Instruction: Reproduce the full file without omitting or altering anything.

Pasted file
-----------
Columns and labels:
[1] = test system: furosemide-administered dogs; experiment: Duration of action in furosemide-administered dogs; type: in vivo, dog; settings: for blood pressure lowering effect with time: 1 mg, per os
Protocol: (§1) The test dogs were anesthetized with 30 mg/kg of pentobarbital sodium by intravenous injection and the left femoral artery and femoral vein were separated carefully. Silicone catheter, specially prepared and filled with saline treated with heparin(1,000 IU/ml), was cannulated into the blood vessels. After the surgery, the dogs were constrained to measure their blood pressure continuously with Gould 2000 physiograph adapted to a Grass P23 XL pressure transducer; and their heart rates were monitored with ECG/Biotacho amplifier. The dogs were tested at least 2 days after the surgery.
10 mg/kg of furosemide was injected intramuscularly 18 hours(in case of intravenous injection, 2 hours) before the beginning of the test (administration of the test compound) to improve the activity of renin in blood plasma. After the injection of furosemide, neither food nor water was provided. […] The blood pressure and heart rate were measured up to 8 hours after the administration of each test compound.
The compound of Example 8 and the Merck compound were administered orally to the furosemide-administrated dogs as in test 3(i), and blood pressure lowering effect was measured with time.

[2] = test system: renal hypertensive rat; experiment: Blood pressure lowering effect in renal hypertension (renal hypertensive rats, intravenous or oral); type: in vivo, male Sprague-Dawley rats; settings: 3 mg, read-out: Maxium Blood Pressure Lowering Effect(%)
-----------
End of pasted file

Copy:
Columns and labels:
[1] = test system: furosemide-administered dogs; experiment: Duration of action in furosemide-administered dogs; type: in vivo, dog; settings: for blood pressure lowering effect with time: 1 mg, per os
Protocol: (§1) The test dogs were anesthetized with 30 mg/kg of pentobarbital sodium by intravenous injection and the left femoral artery and femoral vein were separated carefully. Silicone catheter, specially prepared and filled with saline treated with heparin(1,000 IU/ml), was cannulated into the blood vessels. After the surgery, the dogs were constrained to measure their blood pressure continuously with Gould 2000 physiograph adapted to a Grass P23 XL pressure transducer; and their heart rates were monitored with ECG/Biotacho amplifier. The dogs were tested at least 2 days after the surgery.
10 mg/kg of furosemide was injected intramuscularly 18 hours(in case of intravenous injection, 2 hours) before the beginning of the test (administration of the test compound) to improve the activity of renin in blood plasma. After the injection of furosemide, neither food nor water was provided. […] The blood pressure and heart rate were measured up to 8 hours after the administration of each test compound.
The compound of Example 8 and the Merck compound were administered orally to the furosemide-administrated dogs as in test 3(i), and blood pressure lowering effect was measured with time.

[2] = test system: renal hypertensive rat; experiment: Blood pressure lowering effect in renal hypertension (renal hypertensive rats, intravenous or oral); type: in vivo, male Sprague-Dawley rats; settings: 3 mg, read-out: Maxium Blood Pressure Lowering Effect(%)